First semester is like a finishing school and a boot camp wrapped up in one package. On the finishing school side, I have decked out my wardrobe with formal business attire, learned lessons in business meal etiquette, and dressed up more often in the first couple weeks than I had in the past couple of years. Then to cover boot camp, add to the mix conditions of sleep loss, identity loss, and mounting pressure to perform well on demand. Like I said before, it is one long lesson in grace under pressure. Is it worth it? Definitely. But I need a reminder once in a while.
To that end, let me tell you, and remind myself, why the first semester is worth the stress, late nights, and self doubts. If you have a first semester in your near future, then you may want to bookmark this spot and come back to it around, say, Nov. 9 next year. Here it is—my personal list of reasons to stick with it:
Reason #1: You have earned a place at the table.
In the Wisconsin full-time MBA program, every student is a member of a center, which corresponds to a specialization. My specialization is Operations & Technology Management. Each center has an industry board comprised of executive-level managers who have expertise within the specialization. My center brought its industry board together for its annual meeting earlier this semester. The board is comprised of VPs, COOs, CIOs, and CTOs for the most part. All of the center's students were invited to sit in on the meeting. As I watched the day's activities, I realized the extent to which I was capable of participating in the discussions. I also happened to be deep in the thick of midterms and facing the cold fact that I am working my tail off just to pull Bs in some of my classes. It was fortunate timing; I needed a confidence booster. I left knowing that I belonged at the table. Grades didn't mean a lick.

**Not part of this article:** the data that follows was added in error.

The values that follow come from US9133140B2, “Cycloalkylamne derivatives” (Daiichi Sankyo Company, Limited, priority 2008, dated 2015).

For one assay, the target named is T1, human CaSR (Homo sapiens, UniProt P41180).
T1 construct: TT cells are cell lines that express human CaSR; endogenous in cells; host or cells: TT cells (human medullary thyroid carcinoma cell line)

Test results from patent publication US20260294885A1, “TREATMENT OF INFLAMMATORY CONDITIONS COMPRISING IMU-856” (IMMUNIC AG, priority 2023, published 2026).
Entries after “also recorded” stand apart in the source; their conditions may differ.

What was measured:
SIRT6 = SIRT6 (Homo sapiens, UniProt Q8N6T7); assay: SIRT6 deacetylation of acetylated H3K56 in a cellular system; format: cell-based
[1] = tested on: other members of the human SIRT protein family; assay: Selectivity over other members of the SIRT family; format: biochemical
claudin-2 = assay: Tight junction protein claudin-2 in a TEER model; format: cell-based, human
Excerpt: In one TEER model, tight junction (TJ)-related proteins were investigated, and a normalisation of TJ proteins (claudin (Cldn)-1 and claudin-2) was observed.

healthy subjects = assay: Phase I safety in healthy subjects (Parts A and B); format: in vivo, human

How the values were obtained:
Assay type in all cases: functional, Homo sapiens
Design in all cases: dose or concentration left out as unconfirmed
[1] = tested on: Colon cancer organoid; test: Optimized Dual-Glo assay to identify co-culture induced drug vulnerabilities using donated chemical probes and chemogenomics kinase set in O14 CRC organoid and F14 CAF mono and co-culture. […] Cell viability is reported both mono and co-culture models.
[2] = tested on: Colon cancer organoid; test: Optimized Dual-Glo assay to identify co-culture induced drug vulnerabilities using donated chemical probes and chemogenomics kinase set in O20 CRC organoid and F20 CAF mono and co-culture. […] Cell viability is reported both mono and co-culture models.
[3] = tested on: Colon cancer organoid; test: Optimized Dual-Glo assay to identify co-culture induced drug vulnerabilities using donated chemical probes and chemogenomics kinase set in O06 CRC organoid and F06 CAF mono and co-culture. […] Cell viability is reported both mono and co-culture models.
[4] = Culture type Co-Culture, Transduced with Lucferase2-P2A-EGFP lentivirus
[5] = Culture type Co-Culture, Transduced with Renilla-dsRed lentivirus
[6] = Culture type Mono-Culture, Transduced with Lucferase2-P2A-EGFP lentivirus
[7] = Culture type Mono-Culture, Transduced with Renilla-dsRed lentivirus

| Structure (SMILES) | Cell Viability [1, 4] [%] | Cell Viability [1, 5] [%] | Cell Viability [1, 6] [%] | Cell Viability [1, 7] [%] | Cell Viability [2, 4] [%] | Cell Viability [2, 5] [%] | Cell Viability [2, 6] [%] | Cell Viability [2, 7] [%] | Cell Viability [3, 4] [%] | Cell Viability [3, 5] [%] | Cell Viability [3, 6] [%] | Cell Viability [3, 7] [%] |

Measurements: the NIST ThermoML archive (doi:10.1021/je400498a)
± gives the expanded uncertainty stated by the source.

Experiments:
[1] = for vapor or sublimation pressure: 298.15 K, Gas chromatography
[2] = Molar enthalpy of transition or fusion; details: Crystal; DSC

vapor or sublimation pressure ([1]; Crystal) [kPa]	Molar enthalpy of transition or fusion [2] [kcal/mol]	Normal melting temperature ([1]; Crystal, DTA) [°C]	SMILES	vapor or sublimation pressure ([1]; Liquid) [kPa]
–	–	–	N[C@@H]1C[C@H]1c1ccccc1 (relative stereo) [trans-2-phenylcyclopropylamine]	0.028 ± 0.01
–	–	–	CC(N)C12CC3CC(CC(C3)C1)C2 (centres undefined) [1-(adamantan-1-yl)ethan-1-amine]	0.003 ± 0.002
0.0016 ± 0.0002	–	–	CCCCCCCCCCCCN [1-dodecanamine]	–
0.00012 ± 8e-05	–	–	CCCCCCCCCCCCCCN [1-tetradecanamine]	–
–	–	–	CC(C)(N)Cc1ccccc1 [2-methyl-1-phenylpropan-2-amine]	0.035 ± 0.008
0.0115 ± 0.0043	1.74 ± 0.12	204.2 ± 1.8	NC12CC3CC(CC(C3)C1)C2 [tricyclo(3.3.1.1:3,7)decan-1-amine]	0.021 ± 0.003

Reason #2: You will never look at a business problem the same way again.
The amount of learning packed into a few brief months is amazing. At first it was overwhelming, and then exhilarating, and now (in November) exhausting. But in spite of my mental and physical exhaustion, I cannot question the value of what I have learned, and I find myself eager to begin putting these lessons to work on the job. On a similar note, the business fundamentals in the first semester have also validated my work experience. No book ever told me to ignore sunk costs, for example, but I knew it anyway from experience. It's gratifying to put a framework around intuition.
Reason #3: You meet all the right people.
It's great fun to be surrounded every day by a really smart group of people. It's even better when you get to see how different smarts tackle the same problem in different ways. With students, faculty, and business leaders in one place, and with perspectives that cut across industries and fields of practice, I have deepened my already healthy respect for the power of diverse thinking. First semester is a constant stream of new faces and new ideas; many of them are at the C-level or VP-level of management; some of the most valuable are sitting next to me in class.
Reason #4: It ends in December.
Can I keep up this pace indefinitely? No. Can I last until Dec. 20? Yes. The key is to work hard and get as much as possible out of the experience, knowing that the opportunity will not last. I cannot help but wonder if there isn't a way to prepare driven, intelligent people for roles as business leaders and strategists without pushing us to the breaking point. Perhaps it is too early for me to say. But one thing I know: it's all temporary. At the end of December, I will be enjoying the holidays with my family, and I can spend much of January recovering.